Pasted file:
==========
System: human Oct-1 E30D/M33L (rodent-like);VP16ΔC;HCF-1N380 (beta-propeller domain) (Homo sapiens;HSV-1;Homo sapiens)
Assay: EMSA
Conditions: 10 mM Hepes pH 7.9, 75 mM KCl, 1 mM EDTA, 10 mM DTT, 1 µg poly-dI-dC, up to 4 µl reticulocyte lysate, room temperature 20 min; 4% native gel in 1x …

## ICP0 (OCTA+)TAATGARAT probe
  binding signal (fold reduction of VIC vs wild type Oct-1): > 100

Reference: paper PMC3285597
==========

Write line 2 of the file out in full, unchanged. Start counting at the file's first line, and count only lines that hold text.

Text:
Assay: EMSA